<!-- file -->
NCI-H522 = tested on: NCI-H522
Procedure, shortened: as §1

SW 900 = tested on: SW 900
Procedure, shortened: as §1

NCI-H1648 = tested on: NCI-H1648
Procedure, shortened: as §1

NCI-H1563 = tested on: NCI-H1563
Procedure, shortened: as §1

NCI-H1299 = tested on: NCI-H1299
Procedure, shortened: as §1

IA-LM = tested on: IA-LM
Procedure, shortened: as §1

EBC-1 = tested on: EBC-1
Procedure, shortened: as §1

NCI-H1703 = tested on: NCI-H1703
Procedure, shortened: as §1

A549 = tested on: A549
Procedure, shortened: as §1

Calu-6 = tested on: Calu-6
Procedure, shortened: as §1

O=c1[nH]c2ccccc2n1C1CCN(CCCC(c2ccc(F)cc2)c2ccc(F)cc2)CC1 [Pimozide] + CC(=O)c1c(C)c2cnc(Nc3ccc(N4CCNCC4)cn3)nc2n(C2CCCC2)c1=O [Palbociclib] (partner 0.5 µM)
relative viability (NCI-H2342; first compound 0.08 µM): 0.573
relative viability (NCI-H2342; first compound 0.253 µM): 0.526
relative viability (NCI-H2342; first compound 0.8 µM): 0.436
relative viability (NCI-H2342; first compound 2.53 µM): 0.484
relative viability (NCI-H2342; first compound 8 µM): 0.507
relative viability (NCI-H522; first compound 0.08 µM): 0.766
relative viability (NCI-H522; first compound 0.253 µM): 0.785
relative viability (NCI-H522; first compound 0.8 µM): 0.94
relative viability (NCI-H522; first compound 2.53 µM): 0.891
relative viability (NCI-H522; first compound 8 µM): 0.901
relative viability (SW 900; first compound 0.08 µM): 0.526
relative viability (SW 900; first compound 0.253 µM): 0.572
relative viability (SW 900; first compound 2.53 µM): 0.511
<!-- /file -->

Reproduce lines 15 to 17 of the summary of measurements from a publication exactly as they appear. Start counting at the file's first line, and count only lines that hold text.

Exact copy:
NCI-H1703 = tested on: NCI-H1703
Procedure, shortened: as §1

A549 = tested on: A549